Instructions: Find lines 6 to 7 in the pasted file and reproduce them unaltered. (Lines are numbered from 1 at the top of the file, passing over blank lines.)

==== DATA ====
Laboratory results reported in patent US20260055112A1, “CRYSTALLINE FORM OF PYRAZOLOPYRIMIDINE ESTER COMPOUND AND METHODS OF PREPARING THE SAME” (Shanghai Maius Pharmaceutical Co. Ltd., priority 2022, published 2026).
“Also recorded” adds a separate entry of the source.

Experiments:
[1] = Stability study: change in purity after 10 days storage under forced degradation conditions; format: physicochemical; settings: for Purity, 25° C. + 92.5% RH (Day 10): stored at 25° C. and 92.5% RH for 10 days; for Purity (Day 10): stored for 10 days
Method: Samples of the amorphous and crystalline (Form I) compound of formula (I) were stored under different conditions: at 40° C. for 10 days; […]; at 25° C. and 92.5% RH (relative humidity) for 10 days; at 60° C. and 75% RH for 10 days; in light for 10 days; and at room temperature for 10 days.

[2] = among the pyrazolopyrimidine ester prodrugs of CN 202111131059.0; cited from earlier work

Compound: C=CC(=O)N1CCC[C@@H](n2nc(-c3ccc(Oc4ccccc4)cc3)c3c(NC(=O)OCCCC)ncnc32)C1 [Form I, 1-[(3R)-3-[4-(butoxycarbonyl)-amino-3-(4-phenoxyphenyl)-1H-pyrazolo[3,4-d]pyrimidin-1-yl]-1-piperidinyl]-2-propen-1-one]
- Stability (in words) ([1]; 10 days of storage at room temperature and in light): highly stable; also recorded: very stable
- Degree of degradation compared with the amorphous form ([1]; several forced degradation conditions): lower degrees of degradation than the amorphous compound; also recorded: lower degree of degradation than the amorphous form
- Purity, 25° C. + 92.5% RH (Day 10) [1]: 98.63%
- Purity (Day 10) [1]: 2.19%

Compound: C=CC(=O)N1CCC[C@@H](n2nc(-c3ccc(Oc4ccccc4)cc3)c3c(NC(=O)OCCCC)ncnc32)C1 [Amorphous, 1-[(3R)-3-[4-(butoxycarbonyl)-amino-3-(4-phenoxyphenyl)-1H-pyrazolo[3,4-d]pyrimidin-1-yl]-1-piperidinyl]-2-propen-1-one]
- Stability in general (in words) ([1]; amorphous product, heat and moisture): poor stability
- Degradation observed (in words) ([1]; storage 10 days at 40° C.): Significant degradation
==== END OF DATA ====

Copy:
[2] = among the pyrazolopyrimidine ester prodrugs of CN 202111131059.0; cited from earlier work

Compound: C=CC(=O)N1CCC[C@@H](n2nc(-c3ccc(Oc4ccccc4)cc3)c3c(NC(=O)OCCCC)ncnc32)C1 [Form I, 1-[(3R)-3-[4-(butoxycarbonyl)-amino-3-(4-phenoxyphenyl)-1H-pyrazolo[3,4-d]pyrimidin-1-yl]-1-piperidinyl]-2-propen-1-one]